The drive mechanism was usually a dual  speed rotary system calibrated from channels 21 to 68. Experience in the field indicated that 625 line television was in many cases considered by the viewer to be inferior to 405 -line reception, on account of the poor signal to noise ratio achieved by the valve tuners. Many viewers were not prepared to use external u.h.f. aerials of course, having achieved satisfactory reception on v.h.f. with an indoor aerial: this aggravated the situation even more.
Another aspect which caused difficulty was the care needed to tune in a u.h.f. channel using a rotary tuner covering the whole of Bands IV and V. Many viewers simply could not tune in BBC 2  or ZDF or ORF or any channel correctly with such a tuning mechanism, finding that they had passed right over the channel they wanted before realising what they had done.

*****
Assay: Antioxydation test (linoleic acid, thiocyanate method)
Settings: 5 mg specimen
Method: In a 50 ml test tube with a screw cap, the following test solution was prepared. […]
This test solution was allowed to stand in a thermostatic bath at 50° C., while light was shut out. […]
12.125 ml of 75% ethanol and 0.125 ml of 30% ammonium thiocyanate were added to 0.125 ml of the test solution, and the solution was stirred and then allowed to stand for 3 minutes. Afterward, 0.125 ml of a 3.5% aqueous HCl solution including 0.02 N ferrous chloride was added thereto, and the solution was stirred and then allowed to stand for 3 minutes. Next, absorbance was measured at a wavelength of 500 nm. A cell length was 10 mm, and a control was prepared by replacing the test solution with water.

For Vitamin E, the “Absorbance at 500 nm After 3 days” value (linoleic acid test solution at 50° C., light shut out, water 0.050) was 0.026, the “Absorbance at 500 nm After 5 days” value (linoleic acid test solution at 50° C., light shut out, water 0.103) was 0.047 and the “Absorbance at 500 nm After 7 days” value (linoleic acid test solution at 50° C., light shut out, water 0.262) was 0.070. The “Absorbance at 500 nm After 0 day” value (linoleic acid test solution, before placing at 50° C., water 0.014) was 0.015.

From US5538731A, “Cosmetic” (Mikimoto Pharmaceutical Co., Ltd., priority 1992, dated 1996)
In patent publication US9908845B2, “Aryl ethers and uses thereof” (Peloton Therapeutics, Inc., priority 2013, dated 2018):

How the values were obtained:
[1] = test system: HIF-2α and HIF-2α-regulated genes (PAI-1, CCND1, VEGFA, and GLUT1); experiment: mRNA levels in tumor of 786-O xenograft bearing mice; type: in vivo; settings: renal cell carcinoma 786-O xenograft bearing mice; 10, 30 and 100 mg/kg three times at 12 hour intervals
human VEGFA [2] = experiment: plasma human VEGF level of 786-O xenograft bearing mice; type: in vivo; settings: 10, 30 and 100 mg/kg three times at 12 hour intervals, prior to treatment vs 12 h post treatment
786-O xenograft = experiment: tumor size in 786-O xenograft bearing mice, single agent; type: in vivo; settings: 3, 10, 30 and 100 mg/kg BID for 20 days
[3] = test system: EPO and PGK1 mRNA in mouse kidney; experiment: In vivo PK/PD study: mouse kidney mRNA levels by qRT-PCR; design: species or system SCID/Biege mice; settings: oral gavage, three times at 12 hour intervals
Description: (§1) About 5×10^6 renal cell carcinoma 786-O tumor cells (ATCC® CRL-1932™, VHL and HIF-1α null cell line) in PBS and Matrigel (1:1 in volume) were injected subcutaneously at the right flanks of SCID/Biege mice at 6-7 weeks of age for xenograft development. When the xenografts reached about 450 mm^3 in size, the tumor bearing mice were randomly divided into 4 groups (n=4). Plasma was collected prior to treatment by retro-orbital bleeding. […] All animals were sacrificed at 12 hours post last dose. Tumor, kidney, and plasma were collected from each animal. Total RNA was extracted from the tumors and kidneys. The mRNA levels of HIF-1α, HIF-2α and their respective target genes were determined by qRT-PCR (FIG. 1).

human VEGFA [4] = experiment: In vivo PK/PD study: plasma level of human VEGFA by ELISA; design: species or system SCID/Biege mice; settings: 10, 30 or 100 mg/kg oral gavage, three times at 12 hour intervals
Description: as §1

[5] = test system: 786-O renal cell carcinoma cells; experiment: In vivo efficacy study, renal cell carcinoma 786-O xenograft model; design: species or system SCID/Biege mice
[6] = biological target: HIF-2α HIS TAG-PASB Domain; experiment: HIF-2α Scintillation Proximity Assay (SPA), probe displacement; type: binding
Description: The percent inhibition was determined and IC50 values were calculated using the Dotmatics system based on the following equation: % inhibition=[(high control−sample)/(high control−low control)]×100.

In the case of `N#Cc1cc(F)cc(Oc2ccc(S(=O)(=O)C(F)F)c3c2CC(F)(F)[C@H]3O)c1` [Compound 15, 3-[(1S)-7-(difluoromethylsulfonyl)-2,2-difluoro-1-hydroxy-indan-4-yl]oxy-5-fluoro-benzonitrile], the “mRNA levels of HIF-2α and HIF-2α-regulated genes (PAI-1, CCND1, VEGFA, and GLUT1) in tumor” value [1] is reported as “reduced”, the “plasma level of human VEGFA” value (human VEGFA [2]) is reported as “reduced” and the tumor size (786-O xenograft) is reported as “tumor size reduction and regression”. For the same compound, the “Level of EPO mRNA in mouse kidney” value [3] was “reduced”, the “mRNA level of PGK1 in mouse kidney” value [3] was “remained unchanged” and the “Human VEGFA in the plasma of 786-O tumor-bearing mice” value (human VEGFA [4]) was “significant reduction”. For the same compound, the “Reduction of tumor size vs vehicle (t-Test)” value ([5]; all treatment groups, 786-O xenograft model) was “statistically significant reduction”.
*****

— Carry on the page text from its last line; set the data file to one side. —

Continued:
The advent of transistor tuners rapidly improved the quality of u.h.f. reception but use of a rotary mechanism was continued by many manufacturers. Thus while potential reception was improved the same tuning difficulties remained and viewers continued to gravitate towards 405 line viewing using the "old faithful" switched tuner. The operational breakthrough came with the introduction of the push-button u.h.f. channel change. 

The mechanism is basically simple. Adjustable push buttons press down on a lever bar which in turn rotates the tuner's variable capacitors to the appropriate position. Each button is capable of tuning over the entire u.h.f. bands and this leads to customer confusion at times when after some adjustments which were too heavy handed they find themselves receiving ITV on a BBC button or a ORF and ZDF broadcasting or any channel possible !

Mechanical Faults:

 Mechanical tuning obviously has its snags. There are for example contact springs which earth the tuning capacitor and go intermittent. This gives rise to the most random tuning defects, capable of driving the. most patient viewer to a state of total exasperation. It is also possible for the rotation mechanism to hang up and jam intermittently, or just become sticky, so that the reset accuracy of the mechanism is impaired and the receiver has to be retuned every time the channel is changed.